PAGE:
I have read this article about developing a credit scorecard in python, where it is stated that when binning the continuous variables, it needs to be ensured that:

1. Each bin should have at least 5% of the observations
2. Each bin should be non-zero for both good and bad loans
3. The WOE should be distinct for each category. Similar groups should be aggregated or binned together. It is because the bins with similar WoE have almost the same proportion of good or bad loans, implying the same predictive power
4. The WOE should be monotonic, i.e., either growing or decreasing with the bins
5. Missing values are binned separately

This seems like a lot of work to accomplish manually (each column needs to be divided in bins, each of these five conditions need to be checked manually, bins should then be adjusted and the conditions need to be checked again). Is there a faster way to do it? Or is there any algorithm/function that bins continuous variables in most practical way.


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Or is there any algorithm/function that bins continuous variables in most practical way.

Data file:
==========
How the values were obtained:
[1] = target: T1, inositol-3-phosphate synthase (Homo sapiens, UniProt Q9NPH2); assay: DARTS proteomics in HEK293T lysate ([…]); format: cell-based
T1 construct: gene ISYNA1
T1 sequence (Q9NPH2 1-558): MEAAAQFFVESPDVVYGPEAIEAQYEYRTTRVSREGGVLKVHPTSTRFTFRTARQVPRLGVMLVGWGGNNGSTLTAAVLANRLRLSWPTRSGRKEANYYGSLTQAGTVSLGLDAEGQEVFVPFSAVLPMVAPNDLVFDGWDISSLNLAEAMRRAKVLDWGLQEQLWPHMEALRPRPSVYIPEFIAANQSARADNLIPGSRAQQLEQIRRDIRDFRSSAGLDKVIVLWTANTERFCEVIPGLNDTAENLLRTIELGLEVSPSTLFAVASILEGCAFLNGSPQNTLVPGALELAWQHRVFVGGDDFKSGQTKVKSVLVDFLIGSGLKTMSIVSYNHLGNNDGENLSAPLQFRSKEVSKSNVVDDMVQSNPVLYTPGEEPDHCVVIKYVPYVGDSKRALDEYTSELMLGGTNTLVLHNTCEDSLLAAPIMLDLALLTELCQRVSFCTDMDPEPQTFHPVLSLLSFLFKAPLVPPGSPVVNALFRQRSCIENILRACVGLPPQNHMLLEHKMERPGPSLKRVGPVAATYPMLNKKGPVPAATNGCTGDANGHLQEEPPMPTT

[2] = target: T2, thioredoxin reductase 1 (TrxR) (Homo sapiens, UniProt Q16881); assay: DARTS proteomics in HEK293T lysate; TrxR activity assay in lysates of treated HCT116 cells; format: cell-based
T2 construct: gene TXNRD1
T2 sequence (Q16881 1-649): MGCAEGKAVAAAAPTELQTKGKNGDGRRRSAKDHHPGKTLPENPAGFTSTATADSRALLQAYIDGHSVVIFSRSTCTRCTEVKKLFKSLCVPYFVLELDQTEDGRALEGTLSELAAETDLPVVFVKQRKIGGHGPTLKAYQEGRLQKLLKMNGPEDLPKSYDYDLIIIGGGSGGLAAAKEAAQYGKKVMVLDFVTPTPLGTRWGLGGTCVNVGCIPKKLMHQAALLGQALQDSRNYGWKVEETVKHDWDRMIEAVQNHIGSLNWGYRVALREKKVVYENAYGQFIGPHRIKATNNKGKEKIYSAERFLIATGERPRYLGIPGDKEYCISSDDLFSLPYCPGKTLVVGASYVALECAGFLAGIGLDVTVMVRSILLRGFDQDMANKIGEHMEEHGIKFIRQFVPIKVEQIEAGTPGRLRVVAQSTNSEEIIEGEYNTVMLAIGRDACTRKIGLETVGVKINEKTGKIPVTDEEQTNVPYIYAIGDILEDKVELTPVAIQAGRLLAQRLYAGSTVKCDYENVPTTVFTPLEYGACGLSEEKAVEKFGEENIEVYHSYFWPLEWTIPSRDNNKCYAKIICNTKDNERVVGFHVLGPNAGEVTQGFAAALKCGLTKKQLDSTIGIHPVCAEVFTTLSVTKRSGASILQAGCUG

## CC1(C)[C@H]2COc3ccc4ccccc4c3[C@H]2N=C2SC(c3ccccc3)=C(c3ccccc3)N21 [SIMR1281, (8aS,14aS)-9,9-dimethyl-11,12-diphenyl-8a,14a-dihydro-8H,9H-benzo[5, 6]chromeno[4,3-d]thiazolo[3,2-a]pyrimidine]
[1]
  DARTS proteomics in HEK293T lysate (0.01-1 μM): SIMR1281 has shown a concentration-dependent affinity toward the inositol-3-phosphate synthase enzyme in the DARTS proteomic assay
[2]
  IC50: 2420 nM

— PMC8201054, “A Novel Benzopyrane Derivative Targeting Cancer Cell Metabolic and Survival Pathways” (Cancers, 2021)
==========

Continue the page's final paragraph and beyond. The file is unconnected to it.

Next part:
Sure there is, but that's the wrong question: the standard method for discretizing a continuous variable consists in splitting the values into equal intervals, that's it. Of course it doesn't guarantee any of the 5 conditions, since these conditions are about additional constraints almost exclusively related to expert knowledge and the specifics of the data.

Note that these conditions can certainly be automated, there's no need for manual verification. There might be some domain-specific packages which do this for you, but there's no reason a standard ML/statistics library would provide methods for every specific problem like this one.


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